Analyze your data at each step of your campaign. What worked? What didn’t work? If a blog post didn’t get many views, your buyer persona might not be interested in that topic. If your CTA didn’t get many clicks, it may need to be rewritten or redesigned.
Pay attention to analytics at every step, and it won’t take a detective to tell you what your ideal buyer wants to see—numbers don’t lie.
HubSpot’s inbound marketing software has a comprehensive suite of tools that work together to improve your inbound marketing efforts through lead intelligence, marketing automation and more. It’s also available to sync with your HubSpot or Salesforce CRM, so your salespeople can take note of every touchpoint before reaching out to a potential customer.
Your marketing dashboard allows you to see all of your marketing efforts at a glance. Decide which metrics are important to your business and add them to your dashboard, and click
Marketing automation allows you to do the work once and continue to reap the benefits. Create automated workflows that include drip emails, lead scoring, list adding, and more, to allow targeted marketing that best meets the needs of your personas.
Since all forms, CTAs, content, and more are contained in the HubSpot marketing portal, it’s easy to track and measure important metrics through the reporting tools. This is extremely beneficial for marketers because they can analyze the conversion paths that leads take to become customers, see what’s working and what’s not, and improve based on cold hard data that all lives in one place.
Knowing where your lead is in their journey is important. You don’t want to prematurely reach out to them or prioritize the wrong lead. That’s where lead intelligence and lead scoring
Consumers are burnt out on cold calls and mass emails. They want an on-demand personalized experience, not another hoop to jump through before they can speak to a salesperson. Conversational marketing is already changing the game—live chat and bots allow your website visitors to speak with someone ASAP, or find what they’re looking for without having to fill out another form. Don’t get us wrong—forms are great; but when your website visitor just wants to convert, why are you making it so hard? Conversational marketing can cut out the middleman and get your lead on the path to becoming a customer as fast as it takes to send a text.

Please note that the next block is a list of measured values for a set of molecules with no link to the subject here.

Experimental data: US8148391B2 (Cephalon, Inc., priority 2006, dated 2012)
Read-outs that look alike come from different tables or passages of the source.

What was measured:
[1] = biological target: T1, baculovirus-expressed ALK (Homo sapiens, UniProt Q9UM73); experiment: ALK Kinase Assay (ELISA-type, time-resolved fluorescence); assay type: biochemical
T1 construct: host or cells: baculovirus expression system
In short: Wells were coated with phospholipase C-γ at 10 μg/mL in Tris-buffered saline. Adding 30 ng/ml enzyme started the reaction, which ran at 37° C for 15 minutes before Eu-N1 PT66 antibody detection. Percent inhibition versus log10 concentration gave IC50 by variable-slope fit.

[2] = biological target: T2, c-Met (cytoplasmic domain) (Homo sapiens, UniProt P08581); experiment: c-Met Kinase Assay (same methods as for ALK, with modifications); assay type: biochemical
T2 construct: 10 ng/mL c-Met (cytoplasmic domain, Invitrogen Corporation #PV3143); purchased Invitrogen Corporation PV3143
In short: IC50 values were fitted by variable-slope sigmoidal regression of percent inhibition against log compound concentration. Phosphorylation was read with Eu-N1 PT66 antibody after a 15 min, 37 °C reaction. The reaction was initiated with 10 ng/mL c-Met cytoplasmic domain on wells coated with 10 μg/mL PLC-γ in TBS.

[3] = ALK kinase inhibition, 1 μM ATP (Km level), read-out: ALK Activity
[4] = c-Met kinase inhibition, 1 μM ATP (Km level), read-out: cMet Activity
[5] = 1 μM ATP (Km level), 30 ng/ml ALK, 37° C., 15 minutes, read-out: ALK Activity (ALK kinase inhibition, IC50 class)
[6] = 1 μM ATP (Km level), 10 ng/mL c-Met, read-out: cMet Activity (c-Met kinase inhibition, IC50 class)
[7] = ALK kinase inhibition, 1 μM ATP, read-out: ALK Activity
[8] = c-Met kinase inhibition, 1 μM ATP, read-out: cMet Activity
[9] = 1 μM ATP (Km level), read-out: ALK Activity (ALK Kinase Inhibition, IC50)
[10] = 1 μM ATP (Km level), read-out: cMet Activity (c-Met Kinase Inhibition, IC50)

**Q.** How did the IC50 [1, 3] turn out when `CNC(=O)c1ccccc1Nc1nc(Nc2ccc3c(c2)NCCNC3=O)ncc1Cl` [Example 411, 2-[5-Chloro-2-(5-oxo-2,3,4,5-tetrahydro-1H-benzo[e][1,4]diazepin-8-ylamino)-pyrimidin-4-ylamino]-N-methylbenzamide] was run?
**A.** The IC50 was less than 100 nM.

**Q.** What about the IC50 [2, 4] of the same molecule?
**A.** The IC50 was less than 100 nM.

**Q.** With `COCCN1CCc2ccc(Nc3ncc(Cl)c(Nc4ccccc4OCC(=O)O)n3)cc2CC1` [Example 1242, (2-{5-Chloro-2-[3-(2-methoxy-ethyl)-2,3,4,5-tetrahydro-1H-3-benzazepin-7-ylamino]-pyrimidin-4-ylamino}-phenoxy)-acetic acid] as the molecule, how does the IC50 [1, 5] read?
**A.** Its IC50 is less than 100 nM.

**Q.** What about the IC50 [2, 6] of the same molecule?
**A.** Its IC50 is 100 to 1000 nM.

Conversational marketing is also a great way to delight your customers. According to HubSpot Research, 90% of consumers rate an “immediate” response as important or very important when they have a customer service question. Serve your customers faster and more efficiently with conversational marketing.
When it comes to content, the key is to find what your personas enjoy by testing different types and seeing which platform gets the most engagement. Incorporating video is becoming more and more popular because it’s a highly engaging platform that many consumers react well to. From social media strategy to offers, to web copy, video can be incorporated in every step of the buyer’s journey, if your buyer persona enjoys engaging with video.
The days of throwing a ton of content onto the Internet and hoping it’ll stick are over. Did you know that 91% of content gets no traffic from Google? If your content is part of that 91%, that’s a lot of money to be throwing down the drain. Today, content creation needs to be strategic. Creating a solid content-based SEO strategy is going to get you to rank on Google. The most important thing to keep in mind is creating quality content that has value. If you’re going to do anything to change your strategy right away, start thinking quality over quantity and you’ll be on your way to increasing search position ranking.
As Siri, Alexa and Google Home become more and more a part of daily lives, SEO has to change in order to keep up. More likely than not, your voice assistant will pull an answer from Position Zero, or the featured snippet at the top of the results page. Optimizing for featured snippets will become more important as voice search becomes ubiquitous. According to ComScore, 50% of all searches will be voice searches by 2020.
When natural language searching, the user is more conversational, using words like “who,” “what,” “where,” “why,” and “when.” For example, when text searching, you would type, “Elon Musk,” to see information about the SpaceX entrepreneur. When voice searching, you would say, “Who is Elon Musk?” See the difference? Start creating content optimized for natural language search by adding question words into your titles and H1s.
Since all forms, CTAs, content, and more are contained in the HubSpot marketing portal, it’s easy to track and measure important metrics through the reporting tools. This is extremely beneficial for marketers, because they can analyze the conversion paths that leads take to become customers, see what’s working and what’s not, and improve based on cold hard data that all lives in one place.
Knowing where your lead is in their journey is important. You don’t want to prematurely reach out to them or prioritize the wrong lead. That’s where lead intelligence and lead scoring will come into play. Every action a lead takes adds or subtracts points to a lead score, and the leads with the highest scores should be prioritized, as they’re further along in their buyer’s journey. For example, visiting a pricing page is worth a lot of points, but visiting a careers page subtracts points. You’re also able to decipher a lead’s pain points or interests, based on the content they’ve downloaded or webinars they’ve watched.
Consumers in each stage of the buyer’s journey use websites differently. It’s frustrating when you’re a customer of a company and their website is still trying to sell you their product. That’s why with Smart content, your website will be able to recognize a customer and only give them content they actually want. For example, instead of showing them a top of the funnel offer like an ebook, it will show them a user guide for your product. Smart content allows you to serve your leads and customers what they want—when they want it.